Zola believes too many people are unaware of the important role chimps have played in many of the important medical discoveries of the past two decades, including helping scientists understand the basic makeup of HIV and how it infects cells and the development of a vaccine for hepatitis B.
     More recently, chimpanzees have been vital to testing monoclonal antibodies—genetically engineered agents that are almost identical to naturally occurring antibodies, cells our immune systems develop to fight infection. These antibodies one day may be used to “vaccinate” people against different cancers and autoimmune diseases.
     Now that we know the extent to which chimpanzees are genetically similar to humans, their research potential is even greater, says Zola. With both the chimp and human genomes sequenced, comparisons between the two are being used to identify genetic links to diseases that uniquely affect people.
     And those are just the research avenues already under way, Zola says. “It’s very likely within the next few decades that we will discover more.”
      Thirty-five years ago, it would have been impossible to predict that chimpanzees would hold the key to understanding the basis of AIDS or hepatitis B and C because the viruses that cause those illnesses had not been discovered yet, he points out. Now, advances in genetic and molecular research are rapidly delineating new treatment possibilities, many of which were unheard of a decade ago.
     It’s essential that researchers who work with primates become more vocal and active to ensure that the scientific benefits of research are weighed along with its challenges, Zola says.
     It’s one of the reasons he accepts outside speaking engagements and encourages other Yerkes scientists to serve on speaker’s bureaus and do other forms of advocacy in their areas of specialization, giving primate research a higher level of visibility.
Evolved leadership  
It also helps that the Woodruff Health Sciences Center is visibly committed to supporting the work at Yerkes, including it at a level on par with the center’s other academic components—the schools of medicine, nursing, and public health.
     “The three deans and I all sit at Mike Johns’ table for executive leadership,” says Zola. “None of the other seven national primate research centers have that kind of reporting organization.”
     And there are signs the evolution in communication strategy is working in support of the potentially revolutionary research under way at Yerkes. Although diminished in number, animal rights protesters were back again last spring, carrying placards and shouting personal insults at animal researchers. But for the second year in a row, supporters of animal research staged a counter-protest to balance the equation.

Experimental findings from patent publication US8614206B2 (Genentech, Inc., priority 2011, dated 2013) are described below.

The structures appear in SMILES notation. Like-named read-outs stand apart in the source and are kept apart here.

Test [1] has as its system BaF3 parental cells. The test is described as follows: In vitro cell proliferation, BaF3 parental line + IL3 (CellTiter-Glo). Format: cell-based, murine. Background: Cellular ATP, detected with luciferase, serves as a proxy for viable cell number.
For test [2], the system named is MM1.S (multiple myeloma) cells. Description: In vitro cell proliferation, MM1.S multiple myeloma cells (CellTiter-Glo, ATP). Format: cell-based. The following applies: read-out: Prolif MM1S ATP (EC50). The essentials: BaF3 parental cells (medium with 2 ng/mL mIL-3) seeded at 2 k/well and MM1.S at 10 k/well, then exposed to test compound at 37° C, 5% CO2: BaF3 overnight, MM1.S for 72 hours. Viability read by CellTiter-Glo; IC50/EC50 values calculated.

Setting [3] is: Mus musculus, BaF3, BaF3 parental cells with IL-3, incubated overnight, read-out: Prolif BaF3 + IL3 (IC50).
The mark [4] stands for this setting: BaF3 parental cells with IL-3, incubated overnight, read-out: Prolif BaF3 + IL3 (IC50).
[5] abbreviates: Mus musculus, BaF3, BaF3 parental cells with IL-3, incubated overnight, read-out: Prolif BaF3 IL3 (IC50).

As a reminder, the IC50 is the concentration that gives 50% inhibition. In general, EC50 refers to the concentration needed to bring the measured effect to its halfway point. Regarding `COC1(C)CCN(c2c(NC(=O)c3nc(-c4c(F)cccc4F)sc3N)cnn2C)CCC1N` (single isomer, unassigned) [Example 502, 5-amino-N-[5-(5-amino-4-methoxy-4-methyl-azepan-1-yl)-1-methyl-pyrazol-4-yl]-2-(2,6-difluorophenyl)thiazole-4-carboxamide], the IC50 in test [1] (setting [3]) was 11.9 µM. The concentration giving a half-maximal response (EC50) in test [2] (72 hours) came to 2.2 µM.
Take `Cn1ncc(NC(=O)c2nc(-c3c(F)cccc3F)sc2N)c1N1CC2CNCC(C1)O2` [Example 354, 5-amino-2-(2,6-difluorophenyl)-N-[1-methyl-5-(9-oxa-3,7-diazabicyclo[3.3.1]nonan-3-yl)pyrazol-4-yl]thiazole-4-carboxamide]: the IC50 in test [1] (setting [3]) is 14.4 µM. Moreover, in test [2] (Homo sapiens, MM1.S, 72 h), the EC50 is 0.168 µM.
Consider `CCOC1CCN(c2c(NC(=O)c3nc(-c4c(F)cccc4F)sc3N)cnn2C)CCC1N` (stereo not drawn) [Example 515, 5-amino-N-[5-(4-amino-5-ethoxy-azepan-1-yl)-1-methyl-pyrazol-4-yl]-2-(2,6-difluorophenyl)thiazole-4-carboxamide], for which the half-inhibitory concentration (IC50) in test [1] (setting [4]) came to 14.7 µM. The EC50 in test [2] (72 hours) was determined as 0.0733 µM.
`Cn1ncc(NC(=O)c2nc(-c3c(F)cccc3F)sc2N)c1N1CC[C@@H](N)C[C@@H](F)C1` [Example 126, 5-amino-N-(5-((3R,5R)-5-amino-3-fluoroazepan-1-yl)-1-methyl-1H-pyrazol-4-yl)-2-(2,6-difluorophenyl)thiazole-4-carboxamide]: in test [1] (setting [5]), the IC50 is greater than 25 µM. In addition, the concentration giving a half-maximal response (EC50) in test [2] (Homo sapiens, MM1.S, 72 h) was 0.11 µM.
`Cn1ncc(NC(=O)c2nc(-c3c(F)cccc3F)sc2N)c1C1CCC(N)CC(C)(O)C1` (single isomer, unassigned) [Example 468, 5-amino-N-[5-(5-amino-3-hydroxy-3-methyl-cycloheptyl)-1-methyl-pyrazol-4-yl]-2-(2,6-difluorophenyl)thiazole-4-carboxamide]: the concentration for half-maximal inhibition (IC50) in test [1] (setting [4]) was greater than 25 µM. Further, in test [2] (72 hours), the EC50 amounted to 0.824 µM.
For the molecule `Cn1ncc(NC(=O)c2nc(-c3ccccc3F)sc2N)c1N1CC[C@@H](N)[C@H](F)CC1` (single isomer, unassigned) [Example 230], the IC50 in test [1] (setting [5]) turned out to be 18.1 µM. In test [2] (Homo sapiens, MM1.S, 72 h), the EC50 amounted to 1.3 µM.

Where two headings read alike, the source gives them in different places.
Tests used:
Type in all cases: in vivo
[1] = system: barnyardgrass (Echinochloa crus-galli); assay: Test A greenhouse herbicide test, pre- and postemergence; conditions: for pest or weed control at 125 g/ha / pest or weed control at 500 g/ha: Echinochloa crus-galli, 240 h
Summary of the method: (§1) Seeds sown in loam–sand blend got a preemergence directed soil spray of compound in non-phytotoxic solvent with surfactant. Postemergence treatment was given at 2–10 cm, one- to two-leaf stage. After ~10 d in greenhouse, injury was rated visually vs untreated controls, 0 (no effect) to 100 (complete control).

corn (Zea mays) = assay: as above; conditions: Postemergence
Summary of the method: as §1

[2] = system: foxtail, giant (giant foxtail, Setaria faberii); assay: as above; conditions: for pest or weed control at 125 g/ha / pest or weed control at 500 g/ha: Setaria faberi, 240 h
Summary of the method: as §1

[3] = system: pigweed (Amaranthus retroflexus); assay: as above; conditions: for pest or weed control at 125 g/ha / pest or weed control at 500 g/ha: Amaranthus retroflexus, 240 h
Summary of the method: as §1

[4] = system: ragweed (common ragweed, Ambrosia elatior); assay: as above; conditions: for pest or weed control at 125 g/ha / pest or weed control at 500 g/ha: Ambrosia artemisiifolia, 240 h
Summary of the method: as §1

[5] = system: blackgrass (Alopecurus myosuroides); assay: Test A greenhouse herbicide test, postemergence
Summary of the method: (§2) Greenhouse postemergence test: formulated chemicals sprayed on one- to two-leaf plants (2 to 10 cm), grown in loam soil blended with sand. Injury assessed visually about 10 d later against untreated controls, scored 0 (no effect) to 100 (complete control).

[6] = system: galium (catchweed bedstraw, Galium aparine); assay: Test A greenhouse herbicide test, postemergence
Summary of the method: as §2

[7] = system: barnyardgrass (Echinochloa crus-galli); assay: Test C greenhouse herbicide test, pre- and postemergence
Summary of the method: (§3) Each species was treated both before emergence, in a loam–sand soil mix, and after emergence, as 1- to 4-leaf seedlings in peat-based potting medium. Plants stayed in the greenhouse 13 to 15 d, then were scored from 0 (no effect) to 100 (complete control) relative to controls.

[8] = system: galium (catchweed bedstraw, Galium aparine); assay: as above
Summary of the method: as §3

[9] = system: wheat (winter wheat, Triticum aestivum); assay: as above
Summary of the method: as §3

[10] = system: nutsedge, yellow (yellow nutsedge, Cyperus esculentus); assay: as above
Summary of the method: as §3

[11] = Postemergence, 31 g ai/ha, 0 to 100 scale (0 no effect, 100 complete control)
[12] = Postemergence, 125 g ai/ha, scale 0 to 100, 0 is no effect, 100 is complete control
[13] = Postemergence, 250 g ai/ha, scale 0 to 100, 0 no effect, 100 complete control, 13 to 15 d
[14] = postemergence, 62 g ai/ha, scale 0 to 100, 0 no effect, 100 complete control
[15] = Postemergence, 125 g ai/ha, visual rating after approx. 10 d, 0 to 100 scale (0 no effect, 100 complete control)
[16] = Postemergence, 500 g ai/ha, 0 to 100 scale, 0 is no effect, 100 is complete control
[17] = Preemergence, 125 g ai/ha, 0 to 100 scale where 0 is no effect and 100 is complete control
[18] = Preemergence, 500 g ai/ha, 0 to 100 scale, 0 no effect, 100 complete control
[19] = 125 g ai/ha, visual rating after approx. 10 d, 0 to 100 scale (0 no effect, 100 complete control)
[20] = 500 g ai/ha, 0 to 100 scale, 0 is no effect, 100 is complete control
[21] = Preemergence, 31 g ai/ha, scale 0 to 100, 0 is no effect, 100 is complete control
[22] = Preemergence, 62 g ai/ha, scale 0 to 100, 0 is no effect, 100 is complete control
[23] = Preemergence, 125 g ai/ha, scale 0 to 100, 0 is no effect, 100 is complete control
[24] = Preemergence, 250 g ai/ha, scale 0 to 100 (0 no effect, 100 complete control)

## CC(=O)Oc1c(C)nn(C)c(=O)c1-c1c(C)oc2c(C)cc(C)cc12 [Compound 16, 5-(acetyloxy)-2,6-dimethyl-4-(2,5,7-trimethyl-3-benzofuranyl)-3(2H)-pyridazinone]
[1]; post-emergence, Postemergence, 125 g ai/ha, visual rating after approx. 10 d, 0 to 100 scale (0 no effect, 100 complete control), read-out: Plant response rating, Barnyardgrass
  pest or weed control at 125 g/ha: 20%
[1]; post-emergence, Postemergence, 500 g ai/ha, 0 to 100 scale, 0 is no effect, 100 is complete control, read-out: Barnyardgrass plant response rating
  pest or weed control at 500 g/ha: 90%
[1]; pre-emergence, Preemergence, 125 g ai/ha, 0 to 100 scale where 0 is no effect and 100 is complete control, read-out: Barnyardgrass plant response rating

A result of Zola’s aggressive PR campaign, perhaps? He sure thinks so.
     “I like to attribute the lack of enthusiasm in these animal rights demonstrations to the fact that the public has begun to understand what we do and why it’s important,” he says. “As long as we make it clear that we are serious about our stewardship of the welfare of the animals and we are definitive about our successes, there’s support to do this research. We will continue to tell our story in a clear and truthful way.”

Michael Terrazas is editor of Emory Report.
75 Years of Discovery
The expanded focus on neuroscience doesn’t mean Yerkes is reducing the broad array of research that put the center on the map long ago—research like that of world-renowned primatologist Frans de Waal, whose studies of primate social interactions recently earned him induction into the National Academy of Sciences. Or that of psychobiology chief Mark Wilson, who examines how hormones affect adult social behavior. Transplant surgeons Christian Larsen and Thomas Pearson are continuing to break new ground in developing medications to prevent organ rejection. Georgia Research Alliance Eminent Scholar Mike Kuhar is working on potential treatments for cocaine addiction. And researcher Mike Mustari’s work on nerve function and visual development may one day help physicians preserve the sight of children born with congenital eye diseases.
     Harriet Robinson, Yerkes’ chief of microbiology and immunology, who was recruited eight years ago from Boston University, is continuing her effort to develop a DNA vaccine to fight AIDS. Robinson’s two-step vaccine (a DNA prime and a recombinant poxvirus as a booster) has been in Phase I clinical trials for three years. Robinson says it could be 2012 at the earliest before any vaccine is ready for humans, but she estimates that Phase III efficacy
trials could come as soon as 2009.
     “There are 20 to 25 AIDS vaccines in development around the United States, and none has preclinical data as strong as ours,” she says. Robinson credits the foundation of knowledge that exists among Yerkes scientists for helping advance her own work, and that synergy could in the not-too-distant future break down even more disciplinary walls. For example, might Yerkes someday be involved in developing a vaccine for Alzheimer’s?
     “A few years ago there was a big splash about immunization therapy for Alzheimer’s,” says neurology researcher Lary Walker, adding that human trials of a vaccine ended when enrolled patients began developing encephalitis. But the approach still holds promise. Walker is using squirrel monkeys to continue Alzheimer’s immunization studies, with some preliminary success.
     The ability of faculty at Yerkes to work across disciplines and collaborate with each other, as well as with researchers throughout the Health Sciences Center and on national and international levels, will be key in achieving many of these goals.
     “Collaborations like these are the kinds of critical processes that differentiate institutions that produce Nobel Prize winners from those that don’t,” says Yerkes director Stuart Zola. “Institutions that foster Nobel Prize winners don’t necessarily have better labs or the latest equipment—what they have are places that nurture interdisciplinary thinking in order to look at issues in a new and bold way.”